Details Revealed: Google OpenSocial To Launch Thursday

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Details emerged today on Google’s broad social networking ambitions, first reported here in late September, with a follow up earlier this week. The new project, called OpenSocial (URL will go live on Thursday), goes well beyond what we’ve previously reported. It is a set of common APIs that application developers can use to create applications that work on any social networks (called “hosts”) that choose to participate.

What they haven’t done is launch yet another social network platform. As more and more of these platforms launch, developers have difficult choices to make. There are costs associated with writing and maintaining applications for these social networks. Most developers will choose one or two platforms and ignore the rest, based on a simple cost/benefit analysis.

Google wants to create an easy way for developers to create an application that works on all social networks. And if they pull it off, they’ll be in the center, controlling the network.

What They’re Launching

OpenSocial is a set of three common APIs, defined by Google with input from partners, that allow developers to access core functions and information at social networks:

  • Profile Information (user data)
  • Friends Information (social graph)
  • Activities (things that happen, News Feed type stuff)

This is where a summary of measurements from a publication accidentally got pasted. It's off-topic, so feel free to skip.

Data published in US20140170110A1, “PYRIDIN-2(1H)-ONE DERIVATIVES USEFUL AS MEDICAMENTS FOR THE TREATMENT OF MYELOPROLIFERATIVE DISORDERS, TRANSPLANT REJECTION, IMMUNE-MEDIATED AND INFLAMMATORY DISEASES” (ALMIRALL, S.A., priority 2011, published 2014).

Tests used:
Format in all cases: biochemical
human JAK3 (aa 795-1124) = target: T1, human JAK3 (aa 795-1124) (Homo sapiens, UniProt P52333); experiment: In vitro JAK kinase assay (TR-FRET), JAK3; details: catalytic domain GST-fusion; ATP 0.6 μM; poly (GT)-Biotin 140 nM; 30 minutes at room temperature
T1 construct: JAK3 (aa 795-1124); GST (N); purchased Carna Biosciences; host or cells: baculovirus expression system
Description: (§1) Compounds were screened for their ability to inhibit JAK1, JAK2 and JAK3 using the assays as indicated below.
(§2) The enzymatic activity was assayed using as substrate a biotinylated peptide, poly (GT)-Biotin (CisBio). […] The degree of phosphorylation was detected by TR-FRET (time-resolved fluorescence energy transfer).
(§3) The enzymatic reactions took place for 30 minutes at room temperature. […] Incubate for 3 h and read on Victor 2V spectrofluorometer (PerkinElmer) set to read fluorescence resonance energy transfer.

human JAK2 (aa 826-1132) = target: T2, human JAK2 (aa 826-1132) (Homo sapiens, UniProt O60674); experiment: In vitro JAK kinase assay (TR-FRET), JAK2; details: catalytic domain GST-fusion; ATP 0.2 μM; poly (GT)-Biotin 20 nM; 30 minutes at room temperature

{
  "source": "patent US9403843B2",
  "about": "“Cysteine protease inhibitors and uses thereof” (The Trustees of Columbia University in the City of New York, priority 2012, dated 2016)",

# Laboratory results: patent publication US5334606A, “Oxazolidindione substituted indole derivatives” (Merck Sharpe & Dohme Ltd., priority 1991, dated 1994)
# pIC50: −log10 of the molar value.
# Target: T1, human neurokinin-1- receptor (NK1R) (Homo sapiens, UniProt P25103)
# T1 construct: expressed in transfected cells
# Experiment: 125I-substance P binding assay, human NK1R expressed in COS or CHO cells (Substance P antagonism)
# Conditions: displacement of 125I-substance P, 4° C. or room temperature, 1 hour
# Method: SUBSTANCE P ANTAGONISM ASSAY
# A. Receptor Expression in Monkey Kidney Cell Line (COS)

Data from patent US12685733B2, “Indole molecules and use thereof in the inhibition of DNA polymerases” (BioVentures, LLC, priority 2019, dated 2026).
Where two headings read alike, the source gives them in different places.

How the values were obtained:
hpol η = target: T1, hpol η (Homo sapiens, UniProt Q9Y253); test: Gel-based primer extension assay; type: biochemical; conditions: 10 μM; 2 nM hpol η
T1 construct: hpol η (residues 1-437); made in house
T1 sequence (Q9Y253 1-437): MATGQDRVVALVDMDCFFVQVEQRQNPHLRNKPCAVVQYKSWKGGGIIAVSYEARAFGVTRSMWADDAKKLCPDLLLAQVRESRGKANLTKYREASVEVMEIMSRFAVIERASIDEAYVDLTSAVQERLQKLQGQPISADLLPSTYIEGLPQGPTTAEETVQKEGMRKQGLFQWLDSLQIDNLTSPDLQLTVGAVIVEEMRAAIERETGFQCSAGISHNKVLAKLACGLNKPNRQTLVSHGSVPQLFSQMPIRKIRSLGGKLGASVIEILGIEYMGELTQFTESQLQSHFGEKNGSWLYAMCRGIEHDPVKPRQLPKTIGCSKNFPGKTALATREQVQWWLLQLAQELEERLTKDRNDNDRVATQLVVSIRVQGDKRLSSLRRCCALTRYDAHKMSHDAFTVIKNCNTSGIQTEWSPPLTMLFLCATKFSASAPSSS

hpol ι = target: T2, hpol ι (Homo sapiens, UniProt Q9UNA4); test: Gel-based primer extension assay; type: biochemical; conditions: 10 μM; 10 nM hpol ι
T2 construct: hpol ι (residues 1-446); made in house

Hosts agree to accept the API calls and return appropriate data. Google won’t try to provide universal API coverage for special use cases, instead focusing on the most common uses. Specialized functions/data can be accessed from the hosts directly via their own APIs.

Unlike Facebook, OpenSocial does not have its own markup language (Facebook requires use of FBML for security reasons, but it also makes code unusable outside of Facebook). Instead, developers use normal javascript and html (and can embed Flash elements). The benefit of the Google approach is that developers can use much of their existing front end code and simply tailor it slightly for OpenSocial, so creating applications is even easier than on Facebook.

Applications can have full functionality on profile and/or canvas pages, subject to the specific rules of each host. Facebook, by contrast, limits most functionality to the canvas page, allowing a widget on the profile page with limited features.

OpenSocial is silent when it comes to specific rules and policies of the hosts, like whether or not advertising is accepted or whether any developer can get in without applying first (the Facebook approach). Hosts set and enforce their own policies. The APIs are created with maximum flexibility.

Launch Partners

Partners are in two categories: hosts and developers. Hosts are the participating social networks, and include Orkut, Salesforce, LinkedIn, Ning, Hi5, Plaxo, Friendster, Viadeo and Oracle.

Developers include Flixster, iLike, RockYou and Slide.

What This Means

The timing of OpenSocial couldn’t be better. Developers have been complaining non stop about the costs of learning yet another markup launguage for every new social network platform, and taking developer time in creating and maintaining the code. Someone had to build a system to streamline this (as we said in the last few sentences in this post). And Facebook-fear has clearly driven good partners to side with Google. Developers will immediately start building on these APIs to get distribution across the impressive list of hosts above.

And they’ll do it soon, too. It’s clear that the developers who arrived early to the Facebook Platform party won easy customers. Those that came later had to fight much harder. Developers found their new gold strike, and they will soon all be there, mining away.

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